The Value of Networking and Professional Associations
FOR IMMEDIATE RELEASE: February 18, 2022 Contact: Latashia Graham, Communications Manager
CREUA and CREN Sponsored Panel
What Real Estate Professional Associations Can Do
An interactive event with real estate associations that have partnerships with CREUA available
to undergraduate and graduate students
(Washington, D.C, February 10, 2022) — The critical component of success is to network and build relationships with instructors and professionals in the real estate industry. On Thursday, February 10, 2022, an event hosted by the Center for Real Estate and Urban Analysis (CREUA) and the undergraduate club, Commercial Real Estate Network (CREN), at George Washington University hosted a panel on “What Real Estate Professional Associations Can Do for You”. The session was held as part of a class and open to all students at the university. It was moderated by Isabelle McGrath, a GWSB Senior.
The event focused on how professional associations influence and shape the world of real estate and are critical for someone’s success in the industry. Many of them are focused on providing their members with the use of ethical and sufficient knowledge and business strategies that can build for a better tomorrow. The speakers included Elizabeth Pollitt Paisner, from the Washington D.C. Chapter of Commercial Real Estate Women (CREW -D.C.); Kate Jordan, member of Society of Industrial and Office Realtors (SIOR); Jami Pasquinelli, Manager of the University Connections with Urban Land Institute (ULI); Bill Overman, current Chair of Education for the Certified Commercial Investment Manager (CCIM); Heather Reichardt member of Royal Institution of Chartered Surveyors (RICS); Alvah T. Beander, FRICS, ISA, MBA member from Royal Institution of Chartered Surveyors (RICS); and Dean Jordan, Vice President for University & External Relations at CoreNet (CoreNet).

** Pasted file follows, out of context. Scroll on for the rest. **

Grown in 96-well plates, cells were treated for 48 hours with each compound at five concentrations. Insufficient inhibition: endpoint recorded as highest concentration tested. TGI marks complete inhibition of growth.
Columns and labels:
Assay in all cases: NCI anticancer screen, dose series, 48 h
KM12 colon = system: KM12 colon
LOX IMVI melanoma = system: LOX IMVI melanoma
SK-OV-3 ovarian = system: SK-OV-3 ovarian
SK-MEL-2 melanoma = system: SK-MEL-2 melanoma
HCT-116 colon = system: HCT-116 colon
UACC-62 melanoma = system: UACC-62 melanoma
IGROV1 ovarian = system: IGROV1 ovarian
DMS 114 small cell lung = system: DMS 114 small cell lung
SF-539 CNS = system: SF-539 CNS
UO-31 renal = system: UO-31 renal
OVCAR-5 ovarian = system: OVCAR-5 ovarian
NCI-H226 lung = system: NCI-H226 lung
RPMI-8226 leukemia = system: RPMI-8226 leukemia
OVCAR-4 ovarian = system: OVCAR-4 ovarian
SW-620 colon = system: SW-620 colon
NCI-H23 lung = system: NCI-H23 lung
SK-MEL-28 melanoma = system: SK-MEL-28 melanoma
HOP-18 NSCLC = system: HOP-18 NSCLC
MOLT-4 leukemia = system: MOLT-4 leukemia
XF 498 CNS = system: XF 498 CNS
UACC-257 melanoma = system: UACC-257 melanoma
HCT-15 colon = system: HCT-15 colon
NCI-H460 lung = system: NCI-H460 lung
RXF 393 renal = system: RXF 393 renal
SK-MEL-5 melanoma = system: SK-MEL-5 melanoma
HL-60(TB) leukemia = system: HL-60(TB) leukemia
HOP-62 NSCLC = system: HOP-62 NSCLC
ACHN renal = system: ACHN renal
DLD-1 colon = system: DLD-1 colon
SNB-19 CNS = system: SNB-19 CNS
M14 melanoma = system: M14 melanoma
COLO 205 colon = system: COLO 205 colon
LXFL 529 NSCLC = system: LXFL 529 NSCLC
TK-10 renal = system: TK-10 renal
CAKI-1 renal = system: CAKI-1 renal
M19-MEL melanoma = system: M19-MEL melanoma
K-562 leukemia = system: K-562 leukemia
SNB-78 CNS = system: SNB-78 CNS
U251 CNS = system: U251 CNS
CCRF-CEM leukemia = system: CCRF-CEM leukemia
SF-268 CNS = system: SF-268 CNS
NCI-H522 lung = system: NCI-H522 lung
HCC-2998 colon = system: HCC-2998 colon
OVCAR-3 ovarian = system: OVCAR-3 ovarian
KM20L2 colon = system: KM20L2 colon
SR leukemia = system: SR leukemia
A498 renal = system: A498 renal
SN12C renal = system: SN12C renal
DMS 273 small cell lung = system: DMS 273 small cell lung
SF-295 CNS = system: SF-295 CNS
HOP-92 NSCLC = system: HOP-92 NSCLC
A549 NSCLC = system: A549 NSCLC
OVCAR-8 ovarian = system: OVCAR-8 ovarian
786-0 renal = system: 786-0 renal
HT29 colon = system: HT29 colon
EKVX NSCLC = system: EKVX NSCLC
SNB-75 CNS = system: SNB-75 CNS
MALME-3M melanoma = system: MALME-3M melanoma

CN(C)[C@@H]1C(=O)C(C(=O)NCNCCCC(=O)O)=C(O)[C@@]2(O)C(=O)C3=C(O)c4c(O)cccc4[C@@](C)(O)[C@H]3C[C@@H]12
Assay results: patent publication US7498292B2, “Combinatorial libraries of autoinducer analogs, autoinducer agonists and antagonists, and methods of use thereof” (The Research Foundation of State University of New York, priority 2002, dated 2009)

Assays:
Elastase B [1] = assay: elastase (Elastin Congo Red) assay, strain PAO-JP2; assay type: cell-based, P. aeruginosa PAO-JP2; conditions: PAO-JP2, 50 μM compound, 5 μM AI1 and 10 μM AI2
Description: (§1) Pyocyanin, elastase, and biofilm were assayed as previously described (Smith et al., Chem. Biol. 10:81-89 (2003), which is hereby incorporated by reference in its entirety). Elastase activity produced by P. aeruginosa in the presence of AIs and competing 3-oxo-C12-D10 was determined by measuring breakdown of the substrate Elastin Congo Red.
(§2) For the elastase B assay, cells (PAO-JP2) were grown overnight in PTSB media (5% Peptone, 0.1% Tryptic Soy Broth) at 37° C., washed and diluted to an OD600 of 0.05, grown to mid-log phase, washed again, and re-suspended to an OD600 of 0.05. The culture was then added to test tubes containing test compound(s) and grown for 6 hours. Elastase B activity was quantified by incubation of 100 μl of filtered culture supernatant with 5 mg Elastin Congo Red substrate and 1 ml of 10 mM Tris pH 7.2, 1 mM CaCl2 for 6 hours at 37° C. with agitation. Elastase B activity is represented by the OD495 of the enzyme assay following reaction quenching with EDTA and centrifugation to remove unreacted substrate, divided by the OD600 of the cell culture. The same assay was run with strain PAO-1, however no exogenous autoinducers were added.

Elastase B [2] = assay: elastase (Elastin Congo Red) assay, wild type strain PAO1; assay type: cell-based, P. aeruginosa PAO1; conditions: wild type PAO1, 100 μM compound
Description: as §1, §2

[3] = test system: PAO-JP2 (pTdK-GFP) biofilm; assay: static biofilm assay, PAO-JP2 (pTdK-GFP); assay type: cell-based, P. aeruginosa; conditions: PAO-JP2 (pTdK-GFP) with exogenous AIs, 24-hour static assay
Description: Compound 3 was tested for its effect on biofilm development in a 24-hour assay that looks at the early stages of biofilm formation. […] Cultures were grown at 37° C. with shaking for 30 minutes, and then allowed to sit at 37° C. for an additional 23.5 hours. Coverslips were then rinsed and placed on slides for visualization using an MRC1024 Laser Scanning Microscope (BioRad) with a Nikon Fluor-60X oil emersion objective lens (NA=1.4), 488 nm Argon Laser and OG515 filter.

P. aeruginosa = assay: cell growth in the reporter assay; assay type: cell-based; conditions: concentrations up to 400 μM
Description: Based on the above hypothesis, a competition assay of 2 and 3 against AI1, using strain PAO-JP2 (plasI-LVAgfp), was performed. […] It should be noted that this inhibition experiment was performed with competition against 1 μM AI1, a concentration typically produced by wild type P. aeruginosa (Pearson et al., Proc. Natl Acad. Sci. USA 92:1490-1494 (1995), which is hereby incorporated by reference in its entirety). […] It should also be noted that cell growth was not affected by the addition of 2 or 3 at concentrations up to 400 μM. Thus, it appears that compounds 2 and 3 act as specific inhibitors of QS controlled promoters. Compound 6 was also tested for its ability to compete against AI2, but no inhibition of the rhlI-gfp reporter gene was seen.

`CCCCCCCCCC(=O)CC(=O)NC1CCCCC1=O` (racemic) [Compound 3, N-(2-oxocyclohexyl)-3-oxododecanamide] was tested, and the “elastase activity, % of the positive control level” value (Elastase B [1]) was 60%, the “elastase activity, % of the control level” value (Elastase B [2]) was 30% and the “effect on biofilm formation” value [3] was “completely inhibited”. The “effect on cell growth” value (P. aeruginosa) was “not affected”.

The speakers each outlined the foundation of their careers and how they rose to their positions today, with the help of scholarships, mentorships, and networking opportunities provided by all of these various professional associations. After these introductory comments, the audience was broken up into two 15 minute breakout sessions where each speaker provided insightful knowledge as well as took questions from the students. Students were engaged and asked questions that covered a variety of topics including urban planning, development, brokerage, and the recent impact of COVID on real estate investments. It was a very inspiring event where students learned not only about the various resources provided by these associations but also the dedication of the professionals to help the next generation of real estate professionals in the DMV region. One student event walked away with an introduction to an internship position.
One of the major goals of the Center for Real Estate and Urban Analysis is to bring external opportunities to our students and everyone of these associations have a program that is dedicated to helping undergraduate students get a great start in their careers through scholarships, mentoring and networking events.